Patients in the intensive care unit are at increased risk of exposure keratopathy. Untreated, this may progress to microbial keratitis and visual loss.
A total of 20% to 42% of patients in the intensive care unit develop exposure keratopathy. The epidemiology of this underappreciated problem is reviewed. The pathophysiology of microbial keratitis is reviewed with special attention to the multiple risk factors unique to intensive care unit patients. The clinical presentation of exposure keratopathy is reviewed with tips for recognition for the practicing clinician, including suggestions for when ophthalmologic consultation is warranted. Studies and case series of screening and prevention are reviewed in detail. Two of the most studied methods of prevention, moisture chambers and lubricating ointments, are formally compared in a meta-analysis. Eight of 113 (7.1%) patients in the moisture chamber group vs. 32 of 151 (21.2%) patients in the lubrication group developed exposure keratopathy, with a summary odds ratio of 0.208 (95% confidence interval 0.090–0.479, p < 0.001).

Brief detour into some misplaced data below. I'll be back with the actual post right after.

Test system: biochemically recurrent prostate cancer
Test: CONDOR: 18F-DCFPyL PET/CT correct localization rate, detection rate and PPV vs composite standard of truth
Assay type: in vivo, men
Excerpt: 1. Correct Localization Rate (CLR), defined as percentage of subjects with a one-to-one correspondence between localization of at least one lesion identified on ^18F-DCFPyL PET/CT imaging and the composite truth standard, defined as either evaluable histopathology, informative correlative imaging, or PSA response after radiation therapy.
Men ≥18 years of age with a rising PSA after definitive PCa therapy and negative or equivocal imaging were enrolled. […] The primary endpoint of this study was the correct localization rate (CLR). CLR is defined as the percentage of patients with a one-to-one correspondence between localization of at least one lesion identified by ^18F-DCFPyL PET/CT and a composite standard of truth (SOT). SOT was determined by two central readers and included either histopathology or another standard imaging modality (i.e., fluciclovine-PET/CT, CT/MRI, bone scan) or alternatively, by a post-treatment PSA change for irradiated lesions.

With application of simple protocols, exposure keratopathy can be prevented, thus improving patient care in the intensive care unit.
Senior Resident (JBR), Opthalmology, Albert Einstein College of Medicine, Bronx, NY; and Assistant Professor (LAE), Albert Einstein College of Medicine, Critical Care Medicine, Montefiore Medical Center, Bronx, NY.
The work was performed at Montefiore Medical Center, Bronx, NY.
Some of the results of this trial were previously presented in abstract form: Jamie Rosenberg, MD, Lewis Eisen, MD, Rachel Bloom, BA, Jeffrey Berger, MD, John Kim, MD. Prevention of exposure keratopathy in the intensive care unit: A systematic analysis of randomized controlled trials. Invest Ophthalmol Vis Sci. 2007; 48.
The authors have not disclosed any potential conflicts of interest.
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